If he thought an idea was a good one, he would keep experimenting through multiple failures until he got what he expected; or until he finally decided that mother nature had shown his intuition to be wrong – but in Faraday’s case, this was rare.
Here are some of his most notable discoveries:
1821: Discovery of Electromagnetic Rotation
This is a glimpse of what would eventually develop into the electric motor, based on Hans Christian Oersted’s discovery that a wire carrying electric current has magnetic properties.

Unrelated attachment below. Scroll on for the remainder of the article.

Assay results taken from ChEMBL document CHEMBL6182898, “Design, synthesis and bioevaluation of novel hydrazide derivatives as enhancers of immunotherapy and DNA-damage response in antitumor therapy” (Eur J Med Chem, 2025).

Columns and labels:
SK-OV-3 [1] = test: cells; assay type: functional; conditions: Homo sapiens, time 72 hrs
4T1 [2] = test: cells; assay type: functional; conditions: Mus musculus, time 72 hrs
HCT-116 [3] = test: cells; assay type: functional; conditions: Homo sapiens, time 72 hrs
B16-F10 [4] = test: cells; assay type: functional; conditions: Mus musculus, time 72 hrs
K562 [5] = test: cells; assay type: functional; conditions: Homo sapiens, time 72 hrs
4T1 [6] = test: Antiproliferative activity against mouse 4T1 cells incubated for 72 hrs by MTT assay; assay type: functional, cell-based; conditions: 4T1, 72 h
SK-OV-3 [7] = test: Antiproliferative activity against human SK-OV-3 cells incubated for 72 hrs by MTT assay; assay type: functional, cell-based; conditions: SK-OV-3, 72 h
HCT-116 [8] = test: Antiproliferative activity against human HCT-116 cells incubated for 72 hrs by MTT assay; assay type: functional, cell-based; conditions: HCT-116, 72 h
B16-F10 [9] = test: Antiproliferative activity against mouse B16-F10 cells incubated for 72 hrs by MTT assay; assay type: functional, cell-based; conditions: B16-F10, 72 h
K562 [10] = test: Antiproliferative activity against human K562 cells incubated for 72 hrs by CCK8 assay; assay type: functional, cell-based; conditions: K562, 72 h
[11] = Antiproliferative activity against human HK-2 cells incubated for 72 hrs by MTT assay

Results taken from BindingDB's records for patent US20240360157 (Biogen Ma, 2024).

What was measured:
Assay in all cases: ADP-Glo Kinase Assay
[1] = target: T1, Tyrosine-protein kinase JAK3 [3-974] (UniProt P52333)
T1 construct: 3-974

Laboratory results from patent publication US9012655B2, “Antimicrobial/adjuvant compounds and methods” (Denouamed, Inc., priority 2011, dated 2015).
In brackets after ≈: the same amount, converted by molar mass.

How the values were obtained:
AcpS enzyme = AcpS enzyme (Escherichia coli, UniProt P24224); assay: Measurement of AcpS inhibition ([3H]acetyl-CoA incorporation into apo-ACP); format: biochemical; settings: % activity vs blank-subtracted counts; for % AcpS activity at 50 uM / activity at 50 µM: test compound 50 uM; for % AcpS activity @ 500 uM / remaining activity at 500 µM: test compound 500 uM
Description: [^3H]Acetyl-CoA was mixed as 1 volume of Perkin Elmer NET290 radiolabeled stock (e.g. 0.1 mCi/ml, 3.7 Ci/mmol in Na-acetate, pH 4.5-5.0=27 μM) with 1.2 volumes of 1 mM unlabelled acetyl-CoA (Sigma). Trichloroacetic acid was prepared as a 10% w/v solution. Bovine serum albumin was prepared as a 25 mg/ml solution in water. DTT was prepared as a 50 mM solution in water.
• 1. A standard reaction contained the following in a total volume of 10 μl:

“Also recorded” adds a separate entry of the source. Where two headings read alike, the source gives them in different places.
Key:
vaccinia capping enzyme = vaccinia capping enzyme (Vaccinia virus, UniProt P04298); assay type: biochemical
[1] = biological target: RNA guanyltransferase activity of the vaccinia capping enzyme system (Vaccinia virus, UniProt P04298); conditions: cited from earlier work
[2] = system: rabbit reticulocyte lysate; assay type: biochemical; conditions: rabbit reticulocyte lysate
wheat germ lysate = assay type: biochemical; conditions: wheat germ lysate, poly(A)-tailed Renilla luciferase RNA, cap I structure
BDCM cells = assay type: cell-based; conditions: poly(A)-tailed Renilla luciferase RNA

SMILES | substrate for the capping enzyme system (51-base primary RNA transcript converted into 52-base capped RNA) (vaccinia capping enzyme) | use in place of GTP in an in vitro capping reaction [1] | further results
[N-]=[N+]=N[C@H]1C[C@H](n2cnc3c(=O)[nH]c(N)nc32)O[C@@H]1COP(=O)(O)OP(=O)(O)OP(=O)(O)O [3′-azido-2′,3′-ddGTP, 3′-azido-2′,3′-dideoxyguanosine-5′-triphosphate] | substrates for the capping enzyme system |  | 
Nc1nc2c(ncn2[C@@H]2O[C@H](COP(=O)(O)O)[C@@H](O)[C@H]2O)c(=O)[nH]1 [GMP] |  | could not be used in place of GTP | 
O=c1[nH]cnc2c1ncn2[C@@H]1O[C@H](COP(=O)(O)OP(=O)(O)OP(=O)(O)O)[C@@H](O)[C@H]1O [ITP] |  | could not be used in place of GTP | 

1823: Gas Liquefaction and Refrigeration
In 1802 John Dalton had stated his belief that all gases could be liquified by the use of low temperatures and/or high pressures. Faraday provided hard evidence for Dalton’s belief by applying pressure to liquefy chlorine gas and ammonia gas for the first time.
The ammonia liquefaction was of further interest, because Faraday observed that when he allowed the ammonia to evaporate again, it caused cooling.
The principle of cooling by artificial evaporation had been demonstrated publicly by William Cullen in Edinburgh in 1756. Cullen had used a pump to reduce the pressure above a flask of ether, causing the ether to evaporate quickly. The evaporation caused cooling, and ice formed on the outside of the flask as moisture from the air came into contact with it.